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"Saving your ass since 1999"
Suddenly, the phone rings…
“Yo, Bizzle here. S’up?”
“Is that Mr Bizzle?”
[suddenly sitting up straight] “Er yes. Sorry. Um. Yes. How can I help?”
“It’s about this letter that you’ve sent me.”
“Oh, right. Um, what letter is that?”
“This letter here, the one that you sent me. Don’t you know what letters you send?”
“Yes, right, sorry. What I mean is, um, who are you?”
“Mr Jones, of course. Good grief.”
“Oh yes, of course. Mr Jones. Good. Well, what can I do for you?”
“Well, I’m not happy with your response to my complaint at all. This bit where you call me a liar, for example.” “
Er… well… I don’t think that I called you a liar…”
“Yes, you did.” [reads out lengthy extract from letter] “
Well, you see, what I actually say there is…”
“I’m not interested in your excuses. I phoned the Financial Services Authority and my MP, and they both say that you should apologise.”
“Oh. Right. Well…”
“And another thing…” [continues for several hours, taking in amongst other things the pernicious influence of American business practices, socio-economic conditions in former mining communities, the acting and directing career of Ben Affleck, and the inevitable failure of the European project]
Well, there’s nothing like being ranted at by a stranger to brighten up your day. But the random encounter with an angry civilian is one of the true pleasures of working in house (in consumer-facing businesses, at least).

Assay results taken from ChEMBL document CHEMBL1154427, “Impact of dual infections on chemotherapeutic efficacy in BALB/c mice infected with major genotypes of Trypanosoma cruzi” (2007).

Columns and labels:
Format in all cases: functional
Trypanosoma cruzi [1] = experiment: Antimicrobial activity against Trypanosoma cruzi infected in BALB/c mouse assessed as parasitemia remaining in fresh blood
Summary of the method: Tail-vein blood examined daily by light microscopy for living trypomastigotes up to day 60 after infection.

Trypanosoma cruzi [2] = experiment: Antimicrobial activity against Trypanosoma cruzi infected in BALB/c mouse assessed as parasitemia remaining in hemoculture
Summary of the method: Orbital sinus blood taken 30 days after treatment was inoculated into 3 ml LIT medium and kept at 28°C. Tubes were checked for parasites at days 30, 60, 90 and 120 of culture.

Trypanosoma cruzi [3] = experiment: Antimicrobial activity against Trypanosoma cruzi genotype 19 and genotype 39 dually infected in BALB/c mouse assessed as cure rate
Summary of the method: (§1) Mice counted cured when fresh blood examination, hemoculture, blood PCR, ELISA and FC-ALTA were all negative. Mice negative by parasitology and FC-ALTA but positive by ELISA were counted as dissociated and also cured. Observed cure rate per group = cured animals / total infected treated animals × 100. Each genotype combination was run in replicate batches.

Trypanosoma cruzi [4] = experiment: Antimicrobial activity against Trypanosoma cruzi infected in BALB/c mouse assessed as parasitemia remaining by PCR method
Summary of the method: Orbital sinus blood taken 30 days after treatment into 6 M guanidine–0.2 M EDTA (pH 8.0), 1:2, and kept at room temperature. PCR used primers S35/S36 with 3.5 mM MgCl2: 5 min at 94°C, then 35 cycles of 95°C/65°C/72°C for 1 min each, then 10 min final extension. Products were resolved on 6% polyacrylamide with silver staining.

Over the years I’ve been accused of being cold-hearted, excessively corporate, a liar (I am all of those things, obviously) and even of not existing (I am legendary, but not mythical). I’ve also, bizarrely, been called “clearly a nice man.”
I’ve made sympathetic noises while my caller fights back the tears, and struggled to keep a straight face through tales of Eastenders-style melodrama. I’ve even solved some customers’ problems, although obviously I make up for these lapses by torturing kittens in my lunch break.
Most of these calls come completely out of the blue. One minute you’re marking up a software licence, the next you’re trying to get a word in edgeways while somebody rambles on about how the war in Iraq demonstrates the need for cooperation between financial institutions and the Government.
Lest you think that I’m dissing our customers, without whom I’d be unable to keep Mrs Bizzle supplied with champagne and trinkets, I should make it clear that only the really difficult or weird calls make it as far as my phone. The vast majority of the general public are lovely, lovely people, and I am not allowed to speak to them.
It’s the special cases that are reserved for the legal team. Not just the legal issues, but the policies and decisions that nobody else wants to stand up for, and the callers who are, shall we say, rather too emotionally involved in their complaint (although, to be fair, the least rational person I’ve ever had the pleasure of spending two hours on the phone with was a Citizens’ Advice debt advisor).